Healthsomeness Written Logo


This article is part of a larger article titled "100+ Healthiest Foods On Planet Earth."  Read it here.

Cucumber Nutritional Information (per 100g)

Water: 95.2 g
Calories: 15 kcal
Protein: 0.7 g
Carbohydrate: 3.6 g
Dietary fiber: 0.5 g
Sugars: 1.7 g
Fat: 0.1 g
Vitamin C: 2.8 mg
Vitamin B3: 0.1 mg
Vitamin B9: 7 μg
Vitamin A: 5 μg
Vitamin K: 16.4 μg
Calcium: 16 mg
Iron: 0.3 mg
Magnesium: 13 mg
Phosphorus: 24 mg
Potassium: 147 mg
Sodium: 2 mg
Zinc: 0.2 mg

The cucumber is a member of the gourd (cucurbitaceae) family, and has the advantage of being not only great for your health, but a very versatile vegetable in the culinary sense. Cucumbers can be eaten either fresh or pickled, and served in everything from sandwiches to curries.

They are an extremely low calorie vegetable, mainly due to the fact that they are 95% water weight. With many public health bodies recommending we increase our daily water intake (to two litres a day), what is often neglected is that those who eat plenty of fresh fruit and vegetables need substantially less water than those who don’t.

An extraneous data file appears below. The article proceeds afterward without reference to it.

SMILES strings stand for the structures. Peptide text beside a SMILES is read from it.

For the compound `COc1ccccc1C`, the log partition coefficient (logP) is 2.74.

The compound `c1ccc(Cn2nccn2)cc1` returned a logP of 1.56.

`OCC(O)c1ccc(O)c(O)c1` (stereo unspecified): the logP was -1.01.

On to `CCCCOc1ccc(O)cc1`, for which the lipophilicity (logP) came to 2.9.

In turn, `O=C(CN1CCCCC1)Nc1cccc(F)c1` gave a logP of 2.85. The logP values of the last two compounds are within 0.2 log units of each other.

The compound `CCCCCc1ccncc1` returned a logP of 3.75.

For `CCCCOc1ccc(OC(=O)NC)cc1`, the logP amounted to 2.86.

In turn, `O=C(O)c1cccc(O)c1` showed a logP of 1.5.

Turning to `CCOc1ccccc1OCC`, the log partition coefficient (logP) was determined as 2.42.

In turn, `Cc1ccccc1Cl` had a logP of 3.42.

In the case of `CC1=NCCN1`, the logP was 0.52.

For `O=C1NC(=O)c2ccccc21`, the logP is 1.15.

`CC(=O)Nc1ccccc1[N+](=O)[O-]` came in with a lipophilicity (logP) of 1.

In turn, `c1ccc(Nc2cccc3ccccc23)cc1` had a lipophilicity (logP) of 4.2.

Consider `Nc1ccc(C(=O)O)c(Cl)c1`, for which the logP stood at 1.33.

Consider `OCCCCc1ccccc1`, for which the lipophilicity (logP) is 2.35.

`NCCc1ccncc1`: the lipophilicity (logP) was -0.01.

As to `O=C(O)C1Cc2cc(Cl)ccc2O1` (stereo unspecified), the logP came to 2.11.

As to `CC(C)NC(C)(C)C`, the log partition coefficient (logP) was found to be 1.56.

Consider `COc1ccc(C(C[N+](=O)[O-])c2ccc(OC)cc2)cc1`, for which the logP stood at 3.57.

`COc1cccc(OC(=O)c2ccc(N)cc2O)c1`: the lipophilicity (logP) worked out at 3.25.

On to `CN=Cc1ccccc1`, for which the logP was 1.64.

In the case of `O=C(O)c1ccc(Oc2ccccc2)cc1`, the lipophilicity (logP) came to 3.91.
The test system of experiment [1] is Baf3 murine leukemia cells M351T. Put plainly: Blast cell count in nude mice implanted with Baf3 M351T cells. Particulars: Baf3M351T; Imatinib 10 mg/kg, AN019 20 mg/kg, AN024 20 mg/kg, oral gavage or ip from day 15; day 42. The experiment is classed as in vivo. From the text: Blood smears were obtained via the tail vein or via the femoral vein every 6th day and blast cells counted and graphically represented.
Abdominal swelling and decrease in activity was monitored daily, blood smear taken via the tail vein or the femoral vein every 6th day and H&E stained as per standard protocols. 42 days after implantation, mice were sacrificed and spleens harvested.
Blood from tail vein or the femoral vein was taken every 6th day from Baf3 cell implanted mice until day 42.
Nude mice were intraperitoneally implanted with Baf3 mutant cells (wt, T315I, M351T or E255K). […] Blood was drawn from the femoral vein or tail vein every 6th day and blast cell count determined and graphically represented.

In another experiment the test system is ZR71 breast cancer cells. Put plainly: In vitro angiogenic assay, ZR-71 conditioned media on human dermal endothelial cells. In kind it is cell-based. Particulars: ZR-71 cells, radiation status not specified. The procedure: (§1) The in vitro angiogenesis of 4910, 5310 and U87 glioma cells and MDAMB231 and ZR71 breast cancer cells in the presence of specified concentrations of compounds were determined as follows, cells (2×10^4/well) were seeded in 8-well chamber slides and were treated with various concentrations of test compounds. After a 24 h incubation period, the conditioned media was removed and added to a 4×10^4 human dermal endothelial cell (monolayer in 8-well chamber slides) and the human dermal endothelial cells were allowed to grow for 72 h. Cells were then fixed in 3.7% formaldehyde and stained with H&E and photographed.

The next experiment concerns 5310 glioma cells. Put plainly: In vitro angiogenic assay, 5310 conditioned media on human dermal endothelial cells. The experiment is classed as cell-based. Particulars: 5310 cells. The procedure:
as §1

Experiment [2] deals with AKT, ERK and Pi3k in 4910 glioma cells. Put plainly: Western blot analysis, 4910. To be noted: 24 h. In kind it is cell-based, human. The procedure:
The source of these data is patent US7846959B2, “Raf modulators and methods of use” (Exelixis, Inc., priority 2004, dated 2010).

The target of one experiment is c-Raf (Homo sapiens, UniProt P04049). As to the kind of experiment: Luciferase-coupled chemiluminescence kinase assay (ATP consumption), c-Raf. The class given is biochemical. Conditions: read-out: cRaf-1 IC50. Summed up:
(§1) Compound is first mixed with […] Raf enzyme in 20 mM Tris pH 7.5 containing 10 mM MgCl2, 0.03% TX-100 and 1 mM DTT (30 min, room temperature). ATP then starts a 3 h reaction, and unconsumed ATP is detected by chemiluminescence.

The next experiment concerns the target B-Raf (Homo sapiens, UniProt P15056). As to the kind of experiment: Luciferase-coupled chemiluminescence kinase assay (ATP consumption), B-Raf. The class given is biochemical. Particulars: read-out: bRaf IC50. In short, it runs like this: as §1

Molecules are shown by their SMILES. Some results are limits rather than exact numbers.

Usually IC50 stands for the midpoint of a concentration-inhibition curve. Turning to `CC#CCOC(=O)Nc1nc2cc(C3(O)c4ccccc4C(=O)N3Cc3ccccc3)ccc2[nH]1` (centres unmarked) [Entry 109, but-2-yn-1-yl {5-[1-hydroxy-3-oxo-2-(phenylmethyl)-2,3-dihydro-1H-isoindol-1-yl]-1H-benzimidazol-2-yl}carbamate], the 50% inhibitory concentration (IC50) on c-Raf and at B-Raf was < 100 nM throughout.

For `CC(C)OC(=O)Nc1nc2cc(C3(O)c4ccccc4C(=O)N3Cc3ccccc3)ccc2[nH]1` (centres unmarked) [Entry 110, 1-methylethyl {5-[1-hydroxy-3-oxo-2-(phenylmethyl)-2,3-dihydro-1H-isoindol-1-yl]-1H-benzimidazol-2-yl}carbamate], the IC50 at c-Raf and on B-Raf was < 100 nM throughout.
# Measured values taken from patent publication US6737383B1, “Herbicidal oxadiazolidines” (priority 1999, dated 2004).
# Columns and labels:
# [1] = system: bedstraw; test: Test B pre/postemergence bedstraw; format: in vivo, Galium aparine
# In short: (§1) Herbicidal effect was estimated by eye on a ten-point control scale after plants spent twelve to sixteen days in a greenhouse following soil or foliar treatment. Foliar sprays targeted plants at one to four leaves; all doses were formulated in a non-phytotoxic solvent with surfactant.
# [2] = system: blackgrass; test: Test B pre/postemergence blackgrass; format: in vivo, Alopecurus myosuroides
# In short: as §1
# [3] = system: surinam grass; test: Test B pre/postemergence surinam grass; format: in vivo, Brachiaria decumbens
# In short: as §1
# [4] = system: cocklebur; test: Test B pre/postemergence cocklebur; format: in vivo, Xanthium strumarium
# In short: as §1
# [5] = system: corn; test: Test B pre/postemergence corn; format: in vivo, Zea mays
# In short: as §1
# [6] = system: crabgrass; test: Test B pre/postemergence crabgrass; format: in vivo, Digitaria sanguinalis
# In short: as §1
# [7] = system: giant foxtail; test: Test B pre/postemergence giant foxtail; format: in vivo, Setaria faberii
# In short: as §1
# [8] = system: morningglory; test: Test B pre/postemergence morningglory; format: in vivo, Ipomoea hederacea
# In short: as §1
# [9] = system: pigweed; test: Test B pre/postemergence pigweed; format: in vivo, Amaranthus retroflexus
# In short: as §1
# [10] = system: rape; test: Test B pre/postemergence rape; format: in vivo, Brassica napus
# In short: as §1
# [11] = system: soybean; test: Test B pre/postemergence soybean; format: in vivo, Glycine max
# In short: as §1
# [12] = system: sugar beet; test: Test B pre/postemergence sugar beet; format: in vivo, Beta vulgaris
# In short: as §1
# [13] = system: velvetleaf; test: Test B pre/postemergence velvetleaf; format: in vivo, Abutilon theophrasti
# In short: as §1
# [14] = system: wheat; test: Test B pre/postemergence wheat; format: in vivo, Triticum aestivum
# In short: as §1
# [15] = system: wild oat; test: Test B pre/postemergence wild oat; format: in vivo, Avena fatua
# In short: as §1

Drinking plenty of water is obviously an extremely good idea, and eating plenty of fresh vegetables prevents you from having to choke down litres of water: just something to bear in mind.

Cucumber is incredibly nutrient dense, but in terms of how much you can eat in a sitting, it may not be quite so beneficial. 100g of cucumber has just 16 calories, in addition to 16% of your daily value (DV) of vitamin K, 4% DV of magnesium, and 4% DV of manganese. But remember – always leave the cucumber skin on, as that’s where a large proportion of the nutrients are.

Cucumber’s real benefits come with its fantastic phytonutrient profile. It contains the flavonoids apigenin, quercetin, and kaempferol, all of which have a long list of proven health benefits we could spend a long time discussing.

What is really significant about cucumber however, is the presence in high amounts of compounds unique to the gourd family: cucurbitacins.

Cucurbitacins are compounds with strong anti-cancer properties which are the subject of a number of different studies, some ongoing, investigating whether these compounds could have benefits in humans.

While research is in the early stages, it certainly seems promising with regards to anti-inflammatory and cancer fighting benefits. Specific studies, on pancreatic cancer for example, show that these compounds may have potent anti-cancer potential.